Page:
Effects of combined psychosocial stress and mild traumatic brain injury on anxiety-like behavior and fear extinction

Daniel R. Davies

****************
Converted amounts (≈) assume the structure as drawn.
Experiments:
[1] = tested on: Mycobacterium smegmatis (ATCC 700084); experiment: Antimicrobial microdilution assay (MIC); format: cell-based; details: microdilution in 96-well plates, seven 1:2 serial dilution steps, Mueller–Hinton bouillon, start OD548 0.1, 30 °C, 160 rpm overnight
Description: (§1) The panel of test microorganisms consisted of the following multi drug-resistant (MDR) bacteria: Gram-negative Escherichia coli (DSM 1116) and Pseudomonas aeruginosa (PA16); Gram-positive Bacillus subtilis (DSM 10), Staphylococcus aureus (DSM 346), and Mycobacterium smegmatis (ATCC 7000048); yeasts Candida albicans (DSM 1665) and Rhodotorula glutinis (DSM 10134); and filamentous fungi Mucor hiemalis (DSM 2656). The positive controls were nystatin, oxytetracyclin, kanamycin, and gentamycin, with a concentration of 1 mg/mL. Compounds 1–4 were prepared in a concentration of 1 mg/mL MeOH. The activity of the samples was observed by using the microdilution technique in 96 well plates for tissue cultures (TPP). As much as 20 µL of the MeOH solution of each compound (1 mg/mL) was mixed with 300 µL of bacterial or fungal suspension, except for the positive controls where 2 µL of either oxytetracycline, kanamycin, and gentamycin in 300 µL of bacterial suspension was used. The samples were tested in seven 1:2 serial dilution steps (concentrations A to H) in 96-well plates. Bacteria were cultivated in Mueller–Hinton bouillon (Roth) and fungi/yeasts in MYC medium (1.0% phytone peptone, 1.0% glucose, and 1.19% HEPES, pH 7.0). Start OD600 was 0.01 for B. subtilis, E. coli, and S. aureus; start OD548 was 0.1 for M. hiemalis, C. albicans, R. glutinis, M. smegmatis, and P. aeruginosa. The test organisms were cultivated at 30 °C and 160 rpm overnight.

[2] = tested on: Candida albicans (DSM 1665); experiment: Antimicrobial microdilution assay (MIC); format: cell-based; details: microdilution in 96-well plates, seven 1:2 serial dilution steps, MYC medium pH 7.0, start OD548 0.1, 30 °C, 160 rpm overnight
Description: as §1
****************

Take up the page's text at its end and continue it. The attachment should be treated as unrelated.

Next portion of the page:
Approximately 15 percent of American soldiers received a mild traumatic brain injury (mTBI) during their deployment to Iraq or Afghanistan, of which 44 percent were also diagnosed with posttraumatic stress disorder (PTSD), suggesting a relationship between mTBI and PTSD. Within the general population, 23 percent of individuals who receive an mTBI also suffer from generalized anxiety disorder (GAD) or PTSD. Heightened contextual fear conditioning and impaired fear extinction are associated with PTSD. Animal models of mTBI have shown heightened contextual fear conditioning and anxiety-like behavior, but not altered fear extinction. To better mimic the combat environment and to further test whether mTBI directly results in symptoms associated with PTSD, rats underwent psychosocial stress (social defeat) immediately prior to the experimentally-induced mTBI. Rats undergoing mTBI with no stress, sham surgery with stress, and the combination of mTBI and stress, all showed significantly heightened anxiety-like behavior and contextual fear conditioning compared to controls, during elevated plus maze and contextual fear conditioning testing. The mTBI and stress group also displayed an impairment in fear extinction and greater anxiety-like behavior when compared to all other groups. Overall, results suggest that the combination of mTBI and psychosocial stress in rats mimics symptoms of PTSD and GAD.